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hindu mythology

Beyond Asanas: The Asanas Books Lifestyle Yoga

Ardha Chadrasana: The Half Moon Pose

September 11, 2019

When I started writing Beyond Asanas, it was going to contain about 100 asanas.  After all, I was writing my magnum opus.  As the book took shape this number dwindled down to 30.

I chose asanas that I had been practicing for a few years.  Ones which I knew and understood.  There were, of course, the mundanities to consider.  Visual appeal, my ability to execute the posture well, would my research yield interesting information about it?

The Ardha Chandrasana made the cut.  I found a connection between this asana and the story of the near-destruction of the universe.  When Shiva swallowed the halahala to save the Universe, the poison turned his body blue.  Chandra stepped in to help.

Then there’s the story of why the moon waxes and wanes.  Lord Ganesha and his temper are responsible for the moon manifesting in its ‘ardha‘ or half stage.

The Ardha Chandrasana is Chapter 5 of my book.  To read the stories and the significance in more detail get your copy of the book.

Below are the step-by-step instructions, with images.

1. Start on the right with Trikonasana.

For more on Trikonasana see Chapter 4 in Beyond Asanas.

2.  Bend your right knee and reach forward with your right hand.  Place it on the floor diagonally opposite the right foot.

 

Note the extension on the right side of the torso as the outer edge of the left foot stays firmly on the ground.

 

The right arm and right foot must be diagonal to each other, else balancing is hard.

 

3.  Engage your right arm and leg, so that you can balance and support yourself on them.  Slowly lift the leg up until it is parallel to the floor or slightly above hip level.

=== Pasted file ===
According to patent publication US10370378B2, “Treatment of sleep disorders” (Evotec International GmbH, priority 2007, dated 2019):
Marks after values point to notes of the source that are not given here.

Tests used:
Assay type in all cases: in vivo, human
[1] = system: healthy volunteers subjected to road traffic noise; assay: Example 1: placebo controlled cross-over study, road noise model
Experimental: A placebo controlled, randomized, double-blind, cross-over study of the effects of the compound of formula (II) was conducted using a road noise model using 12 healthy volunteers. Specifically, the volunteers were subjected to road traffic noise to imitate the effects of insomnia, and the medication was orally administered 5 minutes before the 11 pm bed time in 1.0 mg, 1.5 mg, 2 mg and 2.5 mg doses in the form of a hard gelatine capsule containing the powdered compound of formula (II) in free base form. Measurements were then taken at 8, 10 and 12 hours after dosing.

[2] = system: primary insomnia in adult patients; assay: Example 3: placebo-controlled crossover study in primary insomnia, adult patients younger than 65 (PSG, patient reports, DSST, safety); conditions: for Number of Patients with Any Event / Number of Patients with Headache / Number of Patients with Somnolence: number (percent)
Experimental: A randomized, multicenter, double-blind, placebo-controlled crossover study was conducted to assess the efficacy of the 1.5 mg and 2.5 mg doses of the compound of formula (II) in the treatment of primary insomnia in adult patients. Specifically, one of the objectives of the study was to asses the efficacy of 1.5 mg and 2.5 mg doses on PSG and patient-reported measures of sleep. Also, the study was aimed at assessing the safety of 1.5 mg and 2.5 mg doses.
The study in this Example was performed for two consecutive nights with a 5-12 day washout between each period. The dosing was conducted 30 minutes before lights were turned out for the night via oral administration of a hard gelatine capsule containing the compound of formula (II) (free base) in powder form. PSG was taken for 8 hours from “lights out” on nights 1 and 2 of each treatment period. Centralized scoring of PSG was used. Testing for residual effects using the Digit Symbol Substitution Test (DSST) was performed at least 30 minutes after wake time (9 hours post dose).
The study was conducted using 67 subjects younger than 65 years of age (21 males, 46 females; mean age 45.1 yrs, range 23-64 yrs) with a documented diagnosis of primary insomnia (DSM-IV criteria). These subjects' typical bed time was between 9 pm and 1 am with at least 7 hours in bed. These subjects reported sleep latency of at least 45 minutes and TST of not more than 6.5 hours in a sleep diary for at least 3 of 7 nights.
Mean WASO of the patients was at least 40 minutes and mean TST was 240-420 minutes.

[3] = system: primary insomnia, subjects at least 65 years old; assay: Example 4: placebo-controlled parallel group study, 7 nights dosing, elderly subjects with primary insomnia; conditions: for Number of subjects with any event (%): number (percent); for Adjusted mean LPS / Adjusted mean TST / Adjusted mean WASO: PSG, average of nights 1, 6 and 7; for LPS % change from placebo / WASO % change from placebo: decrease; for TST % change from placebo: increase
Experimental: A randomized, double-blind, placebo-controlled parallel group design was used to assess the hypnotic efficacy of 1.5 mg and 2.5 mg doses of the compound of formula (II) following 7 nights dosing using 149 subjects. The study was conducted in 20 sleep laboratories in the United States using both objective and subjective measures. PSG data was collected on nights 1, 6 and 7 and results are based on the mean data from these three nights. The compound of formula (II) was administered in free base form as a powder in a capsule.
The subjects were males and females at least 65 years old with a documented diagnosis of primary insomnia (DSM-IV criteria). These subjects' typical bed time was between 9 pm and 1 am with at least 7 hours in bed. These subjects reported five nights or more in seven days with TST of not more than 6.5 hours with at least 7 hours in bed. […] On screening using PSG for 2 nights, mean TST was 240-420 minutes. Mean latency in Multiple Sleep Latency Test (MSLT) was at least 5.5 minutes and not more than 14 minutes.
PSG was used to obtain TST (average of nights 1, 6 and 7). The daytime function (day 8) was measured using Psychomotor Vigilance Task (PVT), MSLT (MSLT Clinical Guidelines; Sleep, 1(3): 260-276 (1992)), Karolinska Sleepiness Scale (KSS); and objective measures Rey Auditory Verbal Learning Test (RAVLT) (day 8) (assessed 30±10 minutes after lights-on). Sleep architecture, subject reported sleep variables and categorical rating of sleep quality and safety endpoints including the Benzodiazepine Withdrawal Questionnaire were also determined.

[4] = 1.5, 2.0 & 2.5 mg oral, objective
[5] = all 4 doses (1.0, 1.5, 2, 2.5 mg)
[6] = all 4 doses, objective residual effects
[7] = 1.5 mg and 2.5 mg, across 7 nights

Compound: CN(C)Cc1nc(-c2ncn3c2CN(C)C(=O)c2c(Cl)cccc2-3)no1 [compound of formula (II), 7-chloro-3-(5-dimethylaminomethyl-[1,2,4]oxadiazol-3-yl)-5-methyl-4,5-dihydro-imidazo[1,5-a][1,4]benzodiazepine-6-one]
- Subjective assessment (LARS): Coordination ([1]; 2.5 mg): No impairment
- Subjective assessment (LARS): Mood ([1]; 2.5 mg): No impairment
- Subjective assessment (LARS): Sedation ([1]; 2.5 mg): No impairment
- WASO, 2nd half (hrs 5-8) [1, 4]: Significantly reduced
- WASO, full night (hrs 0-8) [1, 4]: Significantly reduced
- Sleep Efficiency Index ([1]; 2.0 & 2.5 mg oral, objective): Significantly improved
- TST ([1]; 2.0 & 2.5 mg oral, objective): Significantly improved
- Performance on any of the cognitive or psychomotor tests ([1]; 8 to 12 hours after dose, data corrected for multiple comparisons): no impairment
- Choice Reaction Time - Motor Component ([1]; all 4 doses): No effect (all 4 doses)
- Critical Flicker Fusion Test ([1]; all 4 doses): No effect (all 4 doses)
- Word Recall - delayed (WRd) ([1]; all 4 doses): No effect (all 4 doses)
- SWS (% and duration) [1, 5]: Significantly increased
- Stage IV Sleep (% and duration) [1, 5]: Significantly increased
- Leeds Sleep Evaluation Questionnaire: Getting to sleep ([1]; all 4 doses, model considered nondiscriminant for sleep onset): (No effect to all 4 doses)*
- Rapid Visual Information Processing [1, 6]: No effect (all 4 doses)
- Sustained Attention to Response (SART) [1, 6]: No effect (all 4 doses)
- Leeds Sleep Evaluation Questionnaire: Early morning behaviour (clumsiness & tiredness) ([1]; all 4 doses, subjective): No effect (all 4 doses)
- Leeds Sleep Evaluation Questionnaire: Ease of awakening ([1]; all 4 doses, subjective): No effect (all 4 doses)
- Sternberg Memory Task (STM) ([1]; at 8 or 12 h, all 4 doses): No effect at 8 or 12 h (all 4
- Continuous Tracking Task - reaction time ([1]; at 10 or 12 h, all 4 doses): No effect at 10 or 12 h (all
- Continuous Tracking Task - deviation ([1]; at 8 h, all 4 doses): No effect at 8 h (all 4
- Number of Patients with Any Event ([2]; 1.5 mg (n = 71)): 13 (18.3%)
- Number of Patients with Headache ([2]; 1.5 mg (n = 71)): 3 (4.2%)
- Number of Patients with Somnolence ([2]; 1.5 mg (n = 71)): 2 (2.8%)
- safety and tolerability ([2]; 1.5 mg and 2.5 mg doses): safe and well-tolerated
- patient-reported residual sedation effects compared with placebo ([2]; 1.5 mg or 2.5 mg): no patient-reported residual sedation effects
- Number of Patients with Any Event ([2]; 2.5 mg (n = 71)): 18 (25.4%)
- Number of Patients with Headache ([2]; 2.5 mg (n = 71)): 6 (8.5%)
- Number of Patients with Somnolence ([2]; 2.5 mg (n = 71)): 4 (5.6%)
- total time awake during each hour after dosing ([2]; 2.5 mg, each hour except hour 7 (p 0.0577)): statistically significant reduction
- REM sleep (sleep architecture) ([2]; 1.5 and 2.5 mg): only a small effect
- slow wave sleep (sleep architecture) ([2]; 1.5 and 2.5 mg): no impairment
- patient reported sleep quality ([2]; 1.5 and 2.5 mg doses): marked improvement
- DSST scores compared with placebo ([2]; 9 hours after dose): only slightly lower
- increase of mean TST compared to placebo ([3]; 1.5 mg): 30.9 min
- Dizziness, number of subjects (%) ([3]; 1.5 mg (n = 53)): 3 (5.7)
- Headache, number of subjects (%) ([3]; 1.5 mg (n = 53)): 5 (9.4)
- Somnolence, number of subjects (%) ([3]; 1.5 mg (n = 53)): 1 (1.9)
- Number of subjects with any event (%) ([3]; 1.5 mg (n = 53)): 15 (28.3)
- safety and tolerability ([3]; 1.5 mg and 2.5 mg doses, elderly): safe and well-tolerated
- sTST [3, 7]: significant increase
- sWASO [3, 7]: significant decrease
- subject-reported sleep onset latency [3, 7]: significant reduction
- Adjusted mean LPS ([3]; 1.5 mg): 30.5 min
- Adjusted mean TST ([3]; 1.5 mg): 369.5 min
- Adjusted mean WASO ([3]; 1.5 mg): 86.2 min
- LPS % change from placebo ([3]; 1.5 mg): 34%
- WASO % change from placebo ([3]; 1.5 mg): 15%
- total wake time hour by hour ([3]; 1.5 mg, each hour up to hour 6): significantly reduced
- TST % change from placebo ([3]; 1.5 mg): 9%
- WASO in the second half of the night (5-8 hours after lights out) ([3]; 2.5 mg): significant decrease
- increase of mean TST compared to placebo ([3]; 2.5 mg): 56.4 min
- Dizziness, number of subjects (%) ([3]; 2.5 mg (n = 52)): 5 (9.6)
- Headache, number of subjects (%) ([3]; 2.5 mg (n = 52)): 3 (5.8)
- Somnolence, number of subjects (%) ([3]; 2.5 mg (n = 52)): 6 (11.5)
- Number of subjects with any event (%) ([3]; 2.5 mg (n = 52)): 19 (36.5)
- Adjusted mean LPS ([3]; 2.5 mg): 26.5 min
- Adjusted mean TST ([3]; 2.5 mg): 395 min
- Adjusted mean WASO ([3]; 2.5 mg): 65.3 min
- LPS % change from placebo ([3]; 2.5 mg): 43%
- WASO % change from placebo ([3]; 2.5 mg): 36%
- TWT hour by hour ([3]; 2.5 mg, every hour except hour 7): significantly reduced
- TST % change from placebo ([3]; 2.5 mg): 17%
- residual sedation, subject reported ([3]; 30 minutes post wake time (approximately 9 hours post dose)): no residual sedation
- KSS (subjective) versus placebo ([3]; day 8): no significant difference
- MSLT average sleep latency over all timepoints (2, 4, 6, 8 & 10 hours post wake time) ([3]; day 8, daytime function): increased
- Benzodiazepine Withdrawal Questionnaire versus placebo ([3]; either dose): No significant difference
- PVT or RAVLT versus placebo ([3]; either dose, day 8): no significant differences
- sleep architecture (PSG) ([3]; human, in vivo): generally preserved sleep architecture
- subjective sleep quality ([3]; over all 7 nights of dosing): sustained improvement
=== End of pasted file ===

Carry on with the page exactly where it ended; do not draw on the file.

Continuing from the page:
The key to balance is your gaze. The steadier and more focused your gaze, the better your balance.

 

Behold! The final posture. The gaze swivels up to the left thumb.

4.  To come down, bring your left leg back to the floor in the same way you took it up.  You should end in the Trikonasana again.

5.  Repeat on the left side.

 

These beautiful images are done by Farhan Khan of @khan.clicks and David of @deavalin_david_dsouza.  The makeup is by Henna of @makeupbyhennaanbaree.

If you have any questions or queries, do leave a comment.

Get your own copy of ‘Beyond Asanas: The Myths and Legends Behind Yogic Postures’ here.

Lifestyle Travel Yoga

Faith, Questionable

September 6, 2019

Faith is abstract.  Its manifestation is concrete.  Ganesh Chaturthi is a good time to witness faith.

 

In my friend’s house the festive season has already started.  It starts with Ganesh Chaturthi.  For the entire 5 days that the Ganesh idol sits in their house, they celebrate.  People visit, good food is cooked, everyone laughs.

 

The house gets a face lift

enthusiastic dusting for every surface

the twinkle of the silver pooja-thali

bright new cushion-covers,

fresh flowers every day

the smell of incense wafting through the rooms.

aarti together in the evenings

 

From L-R : Parvati & Gauri. These statues have been in the family for generations. These statues along with their saris and jewels are carefully taken out of storage every year. They are dressed in all their finery in an elaborate ceremony. The oil lamps are lit. For the next three days the lamps are kept lit and morning & evening aartis are done without fail.

Ganesh departs to go back to Mount Kailash after 5 days (or 3 or 7).  His mother and sister stay on as guests in your house.  For three days.  They are the harbingers of health, wealth and good luck.  People believe it to be a great privilege to host Gauri and Parvati in their house for they bring with them the power to fulfill your innermost desires.

 

Can we soften and allow powers beyond us to manifest our innermost desires?

 

Here’s a blog from 2016 when I visited all the famous Ganesh pandals in Pune.